Apple’s 2013 Christmas ad: a story with a twist

Apple Christmas 2013 Ad


I almost added #kleenex to that tweet. I probably should have.

Without revealing the plot twist in the 90-second clip, I’ll simply say that I thought it was an effective reframing that makes the title, “Misunderstood,” resonate.

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Problems with iCloud Sync reported

broken iCloud

broken iCloud[updated]I just discovered that my newly upgraded-to-iOS7 iPad4 is not syncing calendar or notes entries to iCloud. Yet my not-upgraded iPhone5 is syncing in both places.

I checked GoogleNews without success, but I found an entry in the Apple Forums from September 20:

Since installing iOS 7 on my iPhone 5 and iPad mini, I’ve noticed that my iWork documents have stopped syncing across devices (those 2 mentioned and my MacBook Pro)…

Furthermore, I cannot access my documents from the website. If I log in and attempt to navigate to one of the iWork for iCloud programs, I just get sent back out to the main menu screen and am asked to reenter my login info. I CAN access all other features of without issue (Mail, Notes, Reminders, etc.), so this isn’t a total iCloud problem…

On September 24, Kento Ito wrote:

Unfortunalty, due to launch of iOS 7 and new iPhone, iCloud storage server suffered through massive failure. Because of the fact that each server needs to be fixed manually, the best solution at this point, according to Apple senior engineer I spoke with, is to sit tight, and wait. (even if it takes a week or so).

I upgraded to iOS7 on Tuesday. On Wednesday morning, my iPad synced notes and calendar items with my MBP and iPhone. Today, after a 1.30 meeting where I took notes on the iPad, I discovered syncing was AWOL. It had disappeared by Wednesday night, as notes from a PM meeting are missing in iCloud.


Testing sync from iPhone5

ipad notes

Notes on iPad exist that have not been synced on the server

From Twitter




News reports

After I published the first version of this post, I discovered the MacWorld tweet while searching Twitter.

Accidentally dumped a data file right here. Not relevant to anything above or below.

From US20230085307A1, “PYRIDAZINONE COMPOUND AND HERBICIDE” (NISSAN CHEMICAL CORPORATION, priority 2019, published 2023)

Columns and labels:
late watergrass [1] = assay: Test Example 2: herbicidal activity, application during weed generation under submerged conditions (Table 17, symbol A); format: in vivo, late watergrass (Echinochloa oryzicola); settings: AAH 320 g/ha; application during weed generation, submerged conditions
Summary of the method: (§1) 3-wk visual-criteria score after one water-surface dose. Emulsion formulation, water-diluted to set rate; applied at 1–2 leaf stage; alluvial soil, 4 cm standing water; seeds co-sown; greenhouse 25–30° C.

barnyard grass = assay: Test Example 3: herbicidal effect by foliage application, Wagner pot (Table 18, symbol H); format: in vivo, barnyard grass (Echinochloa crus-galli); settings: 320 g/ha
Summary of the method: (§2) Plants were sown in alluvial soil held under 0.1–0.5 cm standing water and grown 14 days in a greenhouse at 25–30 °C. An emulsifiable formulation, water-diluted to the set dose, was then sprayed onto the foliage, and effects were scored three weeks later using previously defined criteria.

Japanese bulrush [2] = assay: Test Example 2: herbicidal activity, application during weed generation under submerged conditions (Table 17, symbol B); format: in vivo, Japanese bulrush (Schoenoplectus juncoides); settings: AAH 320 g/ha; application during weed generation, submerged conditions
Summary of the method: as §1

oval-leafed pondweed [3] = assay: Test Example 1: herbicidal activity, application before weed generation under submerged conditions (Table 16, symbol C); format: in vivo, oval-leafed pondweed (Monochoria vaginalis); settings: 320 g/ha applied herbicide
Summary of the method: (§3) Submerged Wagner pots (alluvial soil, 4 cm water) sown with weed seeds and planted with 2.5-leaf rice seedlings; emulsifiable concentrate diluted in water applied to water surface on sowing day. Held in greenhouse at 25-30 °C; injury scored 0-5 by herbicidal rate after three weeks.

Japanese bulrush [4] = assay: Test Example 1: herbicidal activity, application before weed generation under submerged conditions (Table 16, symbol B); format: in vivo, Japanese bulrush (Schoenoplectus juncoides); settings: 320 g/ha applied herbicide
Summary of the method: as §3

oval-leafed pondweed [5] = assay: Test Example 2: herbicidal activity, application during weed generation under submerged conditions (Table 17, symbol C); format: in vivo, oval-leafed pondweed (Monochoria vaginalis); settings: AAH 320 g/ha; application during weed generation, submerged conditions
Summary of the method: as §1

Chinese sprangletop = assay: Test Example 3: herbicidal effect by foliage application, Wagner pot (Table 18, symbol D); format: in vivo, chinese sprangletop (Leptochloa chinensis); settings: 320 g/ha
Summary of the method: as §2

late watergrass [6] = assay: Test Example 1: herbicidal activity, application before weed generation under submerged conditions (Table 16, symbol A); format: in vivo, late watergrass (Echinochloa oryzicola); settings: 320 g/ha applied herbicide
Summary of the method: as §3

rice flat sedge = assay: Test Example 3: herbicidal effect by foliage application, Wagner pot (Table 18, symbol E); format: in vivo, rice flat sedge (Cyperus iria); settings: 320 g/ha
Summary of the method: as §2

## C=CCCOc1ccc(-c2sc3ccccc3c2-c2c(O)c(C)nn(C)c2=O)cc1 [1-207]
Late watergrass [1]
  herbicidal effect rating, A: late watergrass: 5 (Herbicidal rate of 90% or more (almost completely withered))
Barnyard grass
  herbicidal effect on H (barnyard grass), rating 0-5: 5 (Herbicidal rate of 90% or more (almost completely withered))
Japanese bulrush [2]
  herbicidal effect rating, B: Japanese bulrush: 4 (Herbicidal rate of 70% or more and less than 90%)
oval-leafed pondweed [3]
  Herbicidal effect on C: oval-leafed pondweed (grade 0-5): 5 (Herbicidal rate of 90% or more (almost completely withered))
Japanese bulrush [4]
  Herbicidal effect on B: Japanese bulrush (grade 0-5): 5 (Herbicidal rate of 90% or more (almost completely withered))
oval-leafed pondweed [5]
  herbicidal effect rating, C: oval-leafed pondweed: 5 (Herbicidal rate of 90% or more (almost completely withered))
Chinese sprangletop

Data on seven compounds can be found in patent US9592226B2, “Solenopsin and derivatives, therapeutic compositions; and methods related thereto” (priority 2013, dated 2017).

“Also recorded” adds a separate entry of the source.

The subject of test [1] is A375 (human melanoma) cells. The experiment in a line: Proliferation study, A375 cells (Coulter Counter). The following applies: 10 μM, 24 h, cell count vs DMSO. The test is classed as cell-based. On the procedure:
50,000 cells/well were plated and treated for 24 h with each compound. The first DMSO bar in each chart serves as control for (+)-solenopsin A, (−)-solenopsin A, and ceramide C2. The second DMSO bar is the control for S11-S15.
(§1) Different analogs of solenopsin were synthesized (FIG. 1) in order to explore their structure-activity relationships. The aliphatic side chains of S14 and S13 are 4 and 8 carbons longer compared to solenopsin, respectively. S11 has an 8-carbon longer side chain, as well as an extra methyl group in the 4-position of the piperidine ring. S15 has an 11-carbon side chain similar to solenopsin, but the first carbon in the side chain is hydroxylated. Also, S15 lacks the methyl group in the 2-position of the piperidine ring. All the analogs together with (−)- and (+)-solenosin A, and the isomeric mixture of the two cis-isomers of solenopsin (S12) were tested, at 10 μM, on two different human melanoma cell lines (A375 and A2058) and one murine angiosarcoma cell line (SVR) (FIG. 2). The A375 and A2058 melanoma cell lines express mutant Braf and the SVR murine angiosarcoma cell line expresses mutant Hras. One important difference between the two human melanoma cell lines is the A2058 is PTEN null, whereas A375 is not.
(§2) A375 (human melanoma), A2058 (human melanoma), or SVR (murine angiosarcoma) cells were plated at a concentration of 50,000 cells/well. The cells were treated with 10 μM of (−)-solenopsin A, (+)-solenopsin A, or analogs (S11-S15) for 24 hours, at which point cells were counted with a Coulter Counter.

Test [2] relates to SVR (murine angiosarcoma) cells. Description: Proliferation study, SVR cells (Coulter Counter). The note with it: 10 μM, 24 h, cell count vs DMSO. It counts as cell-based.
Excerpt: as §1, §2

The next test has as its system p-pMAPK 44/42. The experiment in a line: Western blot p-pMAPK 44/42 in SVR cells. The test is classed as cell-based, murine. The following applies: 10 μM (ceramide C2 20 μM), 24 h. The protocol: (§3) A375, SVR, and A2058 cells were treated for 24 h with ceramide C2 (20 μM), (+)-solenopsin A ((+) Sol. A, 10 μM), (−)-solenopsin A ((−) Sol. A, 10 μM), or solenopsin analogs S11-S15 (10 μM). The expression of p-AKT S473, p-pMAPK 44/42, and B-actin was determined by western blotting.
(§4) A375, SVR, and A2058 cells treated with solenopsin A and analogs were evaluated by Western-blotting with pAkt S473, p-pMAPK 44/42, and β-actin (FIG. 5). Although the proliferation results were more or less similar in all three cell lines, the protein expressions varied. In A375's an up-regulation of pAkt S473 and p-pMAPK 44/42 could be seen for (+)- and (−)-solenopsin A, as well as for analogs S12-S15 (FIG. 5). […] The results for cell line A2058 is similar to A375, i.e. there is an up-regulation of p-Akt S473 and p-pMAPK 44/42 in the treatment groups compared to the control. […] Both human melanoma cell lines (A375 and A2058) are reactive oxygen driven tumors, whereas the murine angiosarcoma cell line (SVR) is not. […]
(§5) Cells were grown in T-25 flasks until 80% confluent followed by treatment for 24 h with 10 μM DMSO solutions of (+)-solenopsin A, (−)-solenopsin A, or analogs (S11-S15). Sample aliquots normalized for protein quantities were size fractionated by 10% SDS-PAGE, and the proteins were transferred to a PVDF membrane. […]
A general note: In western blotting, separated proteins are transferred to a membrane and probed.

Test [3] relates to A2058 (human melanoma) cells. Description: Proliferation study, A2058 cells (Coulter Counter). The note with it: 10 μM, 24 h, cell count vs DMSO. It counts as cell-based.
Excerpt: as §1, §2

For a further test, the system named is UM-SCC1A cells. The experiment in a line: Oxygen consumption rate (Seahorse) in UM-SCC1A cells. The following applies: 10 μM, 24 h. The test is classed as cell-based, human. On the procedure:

Apple Support

I connected with support via chat for two sessions/three reps.

Session 1: After a pleasant information exchange, Alex told me that iOS 7.0.2 update was helping some people with sync issues. Hung up and tried to update the OS via iTunes. (I always back up to my hard drive before starting any update. Since I’m connected via USB, my habit is to use iTunes for the update.) iTunes failed twice; not the same error message. It seemed as though something was hanging, because start-to-error was about 20 minutes.

iTunes error


iTunes error


Session 2: It was past midnight and I was getting tired. Christine asked about firewalls and virus software. No and no. She escalated to Kevin (he of the !s). Double checked to make sure the sync issue wasn’t in both directions; it wasn’t -> just iPad to iCloud. Double checked with contacts as well. Kevin asked me to update the OS over the air. Ah… success, very quickly.

This solved the calendar and contacts syncing issue, but not existing Notes. New Notes sync properly but the two old ones would not, even after editing. I copied&pasted (noting that fact so I can tell if the others ever show up) and now have full sync. Hope this helps someone else.



Tech support was very good. However, Alex had not heard of the issue with Ubiquity and syncs. I pointed him to this article & MacWorld.

  • I’m troubled by Apple’s response. Nothing on system status page and nothing to front-line support? Kevin, OTOH, seemed aware of the issues.






  1. Added tweets from other Mac customers
  2. Added tweet from MacWorld
  3. Added support session

Microsoft and Nokia seal mobile deal worth $7.2 billion

Nokia 2013 phones

[Updated] In 2001, I was a usability tester for a Windows Phone. I don’t remember the details very much, but I do remember that it was hard to use. This, of course, was pre-smart phone but not pre-mobile-phones-connected-to-the-Net.

Flash forward 13 years later.

The Microsoft mobile global market share during the first quarter 2013 was only 3.2%. But that was enough to put it in third place, far behind the pack led by Android and Apple.

Today, Microsoft and Nokia announced a deal valued at EUR 5.44 billion ($7.16 billion). This tweet sums up the situation faster than my prose: